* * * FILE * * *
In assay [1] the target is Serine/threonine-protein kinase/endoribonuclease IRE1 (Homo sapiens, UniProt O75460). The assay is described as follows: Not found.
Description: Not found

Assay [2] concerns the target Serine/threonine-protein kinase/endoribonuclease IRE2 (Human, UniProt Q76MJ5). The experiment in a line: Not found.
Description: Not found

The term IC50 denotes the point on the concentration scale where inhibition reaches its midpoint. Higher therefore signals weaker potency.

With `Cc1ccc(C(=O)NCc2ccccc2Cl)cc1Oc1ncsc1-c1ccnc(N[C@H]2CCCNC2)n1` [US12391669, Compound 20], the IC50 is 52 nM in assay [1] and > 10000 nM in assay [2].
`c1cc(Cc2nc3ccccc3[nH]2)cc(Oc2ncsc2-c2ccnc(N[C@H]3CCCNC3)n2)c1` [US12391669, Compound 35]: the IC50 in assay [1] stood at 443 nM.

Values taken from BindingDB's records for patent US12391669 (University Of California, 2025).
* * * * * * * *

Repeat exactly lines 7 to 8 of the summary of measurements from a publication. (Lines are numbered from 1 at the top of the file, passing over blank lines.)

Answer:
`c1cc(Cc2nc3ccccc3[nH]2)cc(Oc2ncsc2-c2ccnc(N[C@H]3CCCNC3)n2)c1` [US12391669, Compound 35]: the IC50 in assay [1] stood at 443 nM.

Values taken from BindingDB's records for patent US12391669 (University Of California, 2025).